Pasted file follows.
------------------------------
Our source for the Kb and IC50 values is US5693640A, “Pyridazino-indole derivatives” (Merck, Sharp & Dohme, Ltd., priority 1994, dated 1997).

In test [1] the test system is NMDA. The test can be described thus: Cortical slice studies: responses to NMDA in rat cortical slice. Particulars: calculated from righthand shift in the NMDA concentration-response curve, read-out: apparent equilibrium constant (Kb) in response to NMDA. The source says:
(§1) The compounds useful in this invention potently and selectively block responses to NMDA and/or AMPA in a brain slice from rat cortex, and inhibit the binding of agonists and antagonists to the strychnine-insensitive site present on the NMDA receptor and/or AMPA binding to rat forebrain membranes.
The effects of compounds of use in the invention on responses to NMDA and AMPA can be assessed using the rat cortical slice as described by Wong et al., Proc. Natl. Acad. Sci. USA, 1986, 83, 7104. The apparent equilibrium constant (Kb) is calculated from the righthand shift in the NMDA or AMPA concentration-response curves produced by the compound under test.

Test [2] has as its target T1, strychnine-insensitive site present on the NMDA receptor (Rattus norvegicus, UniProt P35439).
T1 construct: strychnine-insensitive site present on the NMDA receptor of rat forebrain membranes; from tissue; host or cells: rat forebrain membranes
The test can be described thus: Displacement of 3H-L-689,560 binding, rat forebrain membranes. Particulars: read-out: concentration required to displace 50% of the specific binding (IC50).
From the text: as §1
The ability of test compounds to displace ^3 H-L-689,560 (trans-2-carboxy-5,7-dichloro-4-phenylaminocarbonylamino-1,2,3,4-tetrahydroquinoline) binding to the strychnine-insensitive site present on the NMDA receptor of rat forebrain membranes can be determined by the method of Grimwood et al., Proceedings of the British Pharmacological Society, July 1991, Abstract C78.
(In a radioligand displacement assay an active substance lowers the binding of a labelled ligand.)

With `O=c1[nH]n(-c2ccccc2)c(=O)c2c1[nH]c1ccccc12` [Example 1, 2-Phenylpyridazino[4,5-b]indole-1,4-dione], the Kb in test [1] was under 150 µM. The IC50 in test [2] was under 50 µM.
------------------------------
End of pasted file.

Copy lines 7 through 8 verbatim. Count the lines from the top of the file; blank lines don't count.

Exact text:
The test can be described thus: Displacement of 3H-L-689,560 binding, rat forebrain membranes. Particulars: read-out: concentration required to displace 50% of the specific binding (IC50).
From the text: as §1